This statement passes control to the next iteration of the for or while loop in which it appears, skipping any remaining statements in the body of the loop.

break statement example
break statement example
  • This loop will repeat until a suitable value of b is entered.
  • a=5; c=3;
  • while 1
  • b = input ( ‘ Enter a value for b: ‘ );
  • if b*b < 4*a*c
  • disp (‘ There are no real roots ‘);
  • break
  • end
  • end
switch statement
switch statement

Execute only one block from a selection of blocks of code according to the value of a controlling expression.


method = 'Bilinear';

% note: lower converts string to lower-case.

switch lower(method)

case {'linear','bilinear'}

disp('Method is linear')

case 'cubic'

disp('Method is cubic')

case 'nearest'

disp('Method is nearest')


disp('Unknown method.')


Note: only the first matching case executes, ‘i.e. control does not drop through’.

return statement
return statement
  • This statement terminates the current sequence of commands and returns the control to the calling function (or keyboard it was called from top level)
  • There is no need for a return statement at the end of a function although it is perfectly legal to use one. When the program-control reaches the end of a function the control is automatically passed to the calling program.
  • return may be inserted anywhere in a function or script to cause an early exit from it.
try catch construct
try … catch construct
  • This is Matlab’s version of error trapping mechanism.
  • Syntax:
  • try,
  • statement,
  • catch,
  • statement,
  • end
  • When an error occurs within the try-catch block the control transfers to the catch-end block. The function lasterr can than be invoked to see what the error was.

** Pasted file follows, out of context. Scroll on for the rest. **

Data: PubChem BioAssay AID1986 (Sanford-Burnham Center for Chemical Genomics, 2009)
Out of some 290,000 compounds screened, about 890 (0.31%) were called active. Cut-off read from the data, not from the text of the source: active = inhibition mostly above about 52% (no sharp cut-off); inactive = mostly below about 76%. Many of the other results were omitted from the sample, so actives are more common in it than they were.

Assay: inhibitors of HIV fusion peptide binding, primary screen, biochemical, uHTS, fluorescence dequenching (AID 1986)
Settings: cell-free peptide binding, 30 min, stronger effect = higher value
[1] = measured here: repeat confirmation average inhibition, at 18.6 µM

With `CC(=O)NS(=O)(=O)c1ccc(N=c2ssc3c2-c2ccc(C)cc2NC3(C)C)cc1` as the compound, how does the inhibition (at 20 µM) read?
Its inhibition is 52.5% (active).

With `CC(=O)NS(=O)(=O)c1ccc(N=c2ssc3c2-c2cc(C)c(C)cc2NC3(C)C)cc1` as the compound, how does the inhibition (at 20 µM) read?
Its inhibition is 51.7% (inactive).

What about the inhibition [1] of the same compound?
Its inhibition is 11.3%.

handling text
Handling text
  • Characters & text strings can be entered into Matlab by surrounding them within single quotes.

Example: height=‘h’ ; s = ‘my title’ ;

  • Each character is stored into a single ‘two-byte’ element.
  • The string is treated as an array. Therefore can be accessed manipulated by using array syntax.

For example: s(4:8) will return ‘title’ .

  • Various ways of conversion to/from character to numeric data is possible;


title=‘my title’ ;

double(title) > will display : 109 121 116 105 116 108 101

grav = 9.81;

gtitle1 = num2str(grav) > will create string gtitle1=‘9.81’

gtitle2 = sprintf(‘%f ’ , grav) > will create string gtitle2=‘9.8100’

A= [65:75] ; char(A) > will display ABCDEFGHIJK.

Now try : A= A+8 ; char(A) What do you see ?

keyboard user interactions
Keyboard User Interactions
  • Prompting for input and reading it can be

achieved by the use of the input function:

  • Example:

n = input ( ‘Enter a number:’ );

will prompt for a number and read it into the variable named n .

other useful commands to control or monitor execution
Other useful commands to control or monitor execution
  • echo ------> display each line of command as it executes.

echo on or echo off

  • keyboard------> take keyboard control while executing a Matlab Script.
  • pause ----- > pause execution until a key presses or a number of seconds passed.

pause or pause (n) for n-seconds pause

graphics with matlab part i
Graphics with MatlabPart I
  • Powerful 2D and 3D graphics features are available.
  • Graphics is built upon a collection of objects whose properties can be altered to change the appearance of graphs.
  • Graphs may be drawn by using the low-level graphics primitives alone but there are usually higher level functions available for most of the common graphics needs.
figure window
Figure Window
  • Any graphics command will normally use the current figure window ‘if there is one’ or open up a new figure window ‘if there is not one already’ , and will create the plots within that window.
  • It is always possible to open a new graphics window by using the figure command. Figure windows can later be closed by using the close command or cleared by using the clf command.
  • When dealing with multiple figure windows, a better control can be applied by using handles.
  • Example:
  • h1 = figure; plot(y1);